Yesterday evening, the Riviera Project went over 45,000 words. With that number written and the 140 pages currently created, I can estimate that completion will come when I get to at least 53,400 words and 166 pages—and likely considerably more.
I have made significant progress on several fronts. Appendix Two, which displays the Riviera’s exterior colors, now has placeholder displays for half the generations—details on some of the color diagramming considerations are here. With those colors tables now in place, there’s now more precise analysis by year in each of the separate generational chapters.
There’s also been notable work on further rationalizing and extending the index and adding to the books discussed in the annotated bibliography.
Likely the most time-consuming effort over the last two months has been the attention I continue to give the options tables, both adding more data and refining their display. I’ve put extra time into the tables that show the complex 1982-1985 period when the Riviera offered coupe, T Type, and convertible versions.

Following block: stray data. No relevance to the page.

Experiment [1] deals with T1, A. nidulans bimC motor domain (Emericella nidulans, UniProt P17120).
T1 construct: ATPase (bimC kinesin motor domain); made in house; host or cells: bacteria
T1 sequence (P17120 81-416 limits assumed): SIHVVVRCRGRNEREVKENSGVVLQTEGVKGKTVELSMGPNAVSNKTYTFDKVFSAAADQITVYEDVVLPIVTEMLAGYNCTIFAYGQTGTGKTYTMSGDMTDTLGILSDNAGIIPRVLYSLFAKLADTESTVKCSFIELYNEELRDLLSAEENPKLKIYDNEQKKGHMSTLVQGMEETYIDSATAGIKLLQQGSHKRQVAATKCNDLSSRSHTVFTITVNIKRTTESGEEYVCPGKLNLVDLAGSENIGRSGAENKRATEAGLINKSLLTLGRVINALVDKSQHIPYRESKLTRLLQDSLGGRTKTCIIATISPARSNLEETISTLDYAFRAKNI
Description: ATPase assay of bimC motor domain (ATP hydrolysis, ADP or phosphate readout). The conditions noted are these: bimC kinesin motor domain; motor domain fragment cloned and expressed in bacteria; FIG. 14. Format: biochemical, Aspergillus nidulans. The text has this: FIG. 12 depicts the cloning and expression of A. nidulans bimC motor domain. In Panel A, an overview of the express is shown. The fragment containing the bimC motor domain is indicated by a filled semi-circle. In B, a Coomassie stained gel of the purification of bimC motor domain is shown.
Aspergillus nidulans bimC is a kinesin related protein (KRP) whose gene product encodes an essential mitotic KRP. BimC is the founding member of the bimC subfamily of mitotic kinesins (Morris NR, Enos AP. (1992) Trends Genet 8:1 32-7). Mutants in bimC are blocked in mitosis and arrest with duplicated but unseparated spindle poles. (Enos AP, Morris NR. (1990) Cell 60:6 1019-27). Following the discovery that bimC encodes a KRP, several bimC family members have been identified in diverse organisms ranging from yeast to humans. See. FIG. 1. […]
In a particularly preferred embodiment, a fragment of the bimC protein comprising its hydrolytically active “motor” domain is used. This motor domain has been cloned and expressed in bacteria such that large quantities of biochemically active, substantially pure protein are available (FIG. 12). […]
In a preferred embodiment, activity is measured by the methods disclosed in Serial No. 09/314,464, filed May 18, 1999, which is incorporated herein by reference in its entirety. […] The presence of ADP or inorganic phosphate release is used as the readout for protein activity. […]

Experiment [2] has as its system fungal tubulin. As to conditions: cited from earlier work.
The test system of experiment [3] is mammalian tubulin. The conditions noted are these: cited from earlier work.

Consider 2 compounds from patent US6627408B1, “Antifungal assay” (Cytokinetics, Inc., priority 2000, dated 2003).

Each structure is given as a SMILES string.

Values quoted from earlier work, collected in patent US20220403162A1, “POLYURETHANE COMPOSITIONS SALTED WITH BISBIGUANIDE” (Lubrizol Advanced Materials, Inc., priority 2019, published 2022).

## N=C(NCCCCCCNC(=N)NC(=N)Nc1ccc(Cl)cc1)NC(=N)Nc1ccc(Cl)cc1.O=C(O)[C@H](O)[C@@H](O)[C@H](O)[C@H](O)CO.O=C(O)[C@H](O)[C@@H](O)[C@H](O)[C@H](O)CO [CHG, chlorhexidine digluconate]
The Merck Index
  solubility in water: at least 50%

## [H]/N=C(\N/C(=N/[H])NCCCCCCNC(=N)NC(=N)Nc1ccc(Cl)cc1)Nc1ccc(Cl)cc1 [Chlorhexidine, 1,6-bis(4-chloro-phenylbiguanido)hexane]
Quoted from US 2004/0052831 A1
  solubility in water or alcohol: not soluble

Some statistics while we’re at it; the two most lengthy chapters remain the ones on the sixth-generation and the seventh-generation cars, which were the Riviera generations longest in production at seven and eight model years, respectively.
Unsurprisingly, by far the most pages per year are for the first generation, though that count is generated when I include both the Riviera’s initial development and the actual three model years from 1963 to 1965. Otherwise, the short (only two years) fifth-generation now leads, driven by its notable options lists and the 75th Anniversary Package. The eight chapters on each generation currently make up 86% of the book.